In 1920, Maurice R. "Robbie" Robinson founded the business he named Scholastic Publishing Company in his hometown of Pittsburgh, Pennsylvania. As a publisher of youth magazines, the first publication was The Western Pennsylvania Scholastic. It covered high school sports and debuted on October 22, 1920.

In 1926, Scholastic published its first book, Saplings, which was a collection of selected student writings by the winners of the Scholastic Writing Awards.

For many years the company continued its focus on serving the youth market through the relatively low cost of magazine publication. So, even with the later transition into paperback books, the company continued under the name Scholastic Magazines, Inc., through the 1970s.

After World War II, cheap paperback books became available. In 1948, Scholastic entered the school book club business with its division T.A.B., or Teen Age Book Club with classic titles priced at 25 cents.
In 1957, Scholastic established its first international subsidiary, Scholastic Canada, in Toronto.

The company published paperback books under its division Scholastic Book Services. These were offered to school students via classroom mail order catalogs, known as the Scholastic Book Club. Along with the New York and Toronto publishing locations, the division also expanded further internationally to operate in London, Auckland, and Sydney by the 1960s. By 1974, the paperback book division had expanded into Tokyo as well. (SOURCE: Wikipedia)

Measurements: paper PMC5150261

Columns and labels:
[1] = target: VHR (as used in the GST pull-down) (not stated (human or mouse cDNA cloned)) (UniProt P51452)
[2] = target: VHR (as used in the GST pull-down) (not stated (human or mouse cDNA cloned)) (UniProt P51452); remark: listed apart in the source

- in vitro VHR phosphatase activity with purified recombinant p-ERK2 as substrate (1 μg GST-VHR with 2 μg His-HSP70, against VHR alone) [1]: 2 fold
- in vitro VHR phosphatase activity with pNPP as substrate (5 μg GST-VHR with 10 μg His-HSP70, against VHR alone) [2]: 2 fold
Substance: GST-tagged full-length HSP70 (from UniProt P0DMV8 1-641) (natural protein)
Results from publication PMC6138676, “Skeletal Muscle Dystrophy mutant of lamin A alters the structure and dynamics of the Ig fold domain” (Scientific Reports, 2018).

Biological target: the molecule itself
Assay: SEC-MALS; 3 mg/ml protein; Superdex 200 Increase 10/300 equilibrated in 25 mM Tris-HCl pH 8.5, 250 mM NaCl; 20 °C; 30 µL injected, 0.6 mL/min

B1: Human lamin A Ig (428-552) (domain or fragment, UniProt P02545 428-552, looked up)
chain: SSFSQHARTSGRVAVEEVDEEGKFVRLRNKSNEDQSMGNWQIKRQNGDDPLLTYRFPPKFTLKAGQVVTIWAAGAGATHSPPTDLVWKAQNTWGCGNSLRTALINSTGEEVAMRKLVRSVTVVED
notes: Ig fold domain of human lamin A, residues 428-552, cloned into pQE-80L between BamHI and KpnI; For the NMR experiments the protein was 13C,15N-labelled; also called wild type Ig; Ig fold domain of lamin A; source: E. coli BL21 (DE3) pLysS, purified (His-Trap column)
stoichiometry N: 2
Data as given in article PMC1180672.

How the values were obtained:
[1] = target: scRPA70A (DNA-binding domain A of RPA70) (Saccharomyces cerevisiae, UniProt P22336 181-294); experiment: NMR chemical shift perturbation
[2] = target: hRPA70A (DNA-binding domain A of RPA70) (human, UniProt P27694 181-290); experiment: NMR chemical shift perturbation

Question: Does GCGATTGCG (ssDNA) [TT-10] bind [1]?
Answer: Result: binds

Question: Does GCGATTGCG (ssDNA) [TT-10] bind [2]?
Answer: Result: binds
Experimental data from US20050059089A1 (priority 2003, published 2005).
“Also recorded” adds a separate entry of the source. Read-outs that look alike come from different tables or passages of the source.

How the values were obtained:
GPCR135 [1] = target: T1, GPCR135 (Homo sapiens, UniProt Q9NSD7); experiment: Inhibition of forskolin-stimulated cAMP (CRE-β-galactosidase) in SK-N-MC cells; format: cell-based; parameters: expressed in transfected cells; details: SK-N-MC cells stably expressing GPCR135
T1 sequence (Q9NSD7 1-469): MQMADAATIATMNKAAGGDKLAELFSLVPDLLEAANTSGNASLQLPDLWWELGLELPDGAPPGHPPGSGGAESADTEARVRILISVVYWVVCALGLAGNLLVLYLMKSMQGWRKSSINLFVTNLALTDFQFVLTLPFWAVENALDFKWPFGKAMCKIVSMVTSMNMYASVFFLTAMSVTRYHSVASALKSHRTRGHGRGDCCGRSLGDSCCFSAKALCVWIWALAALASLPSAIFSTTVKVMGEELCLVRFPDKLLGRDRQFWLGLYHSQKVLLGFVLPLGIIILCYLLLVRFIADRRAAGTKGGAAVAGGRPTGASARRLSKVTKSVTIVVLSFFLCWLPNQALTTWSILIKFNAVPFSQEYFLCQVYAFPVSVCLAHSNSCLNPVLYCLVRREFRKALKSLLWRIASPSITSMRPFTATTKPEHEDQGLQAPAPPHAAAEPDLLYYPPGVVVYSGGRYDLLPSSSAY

And now, if you'll excuse me I'm going to go while away a few summer moments on the glider with The Pink Motel. No, this is not a Scholastic Book Club edition, but it was through them that I first read this book. I found it years ago at the Goodwill and grabbed it. I still love it several decades later and can't recommend it enough for children or anyone who likes to imagine themselves still a child.

The Pink Motel_tatteredandlost
The Pink Motel by Carol Ryrie Brink, copyright 1959


  1. Oh how I remember. It, or something like it was still going several (many) years ago when my kids were in school. They had added a book fair that lasted for a week, so I was begged for money daily.

  2. See my hand? It's way up there! This really is a trip down memory lane! I loved the Scholastic Book Club! Practically Seventeen was one of my favorite books and I'm pretty sure I read Betty Cavanna books, but I can't remember if I read that one. I read allll the time. I still would if I wasn't on the computer so much.

    Great post! Thank you.

  3. Glad others had fond memories of this. I miss the simplicity of it. Now I look at Scholastics Book Club and it looks like it's on steroids with a big dose of MTV. It's all a bit too consumer oriented, celebrity oriented, all geared towards the attention span of a gnat, and creating little consumers. Sad really.

  4. Re: Practically Seventeen by Rosamond du Jardin:
    Is the story "copyright 1943" and this is a reprint? The cover art is definitely mid- to late-60s.

    1. I imagine it is a reprint, but I don't currently have easy access to the book.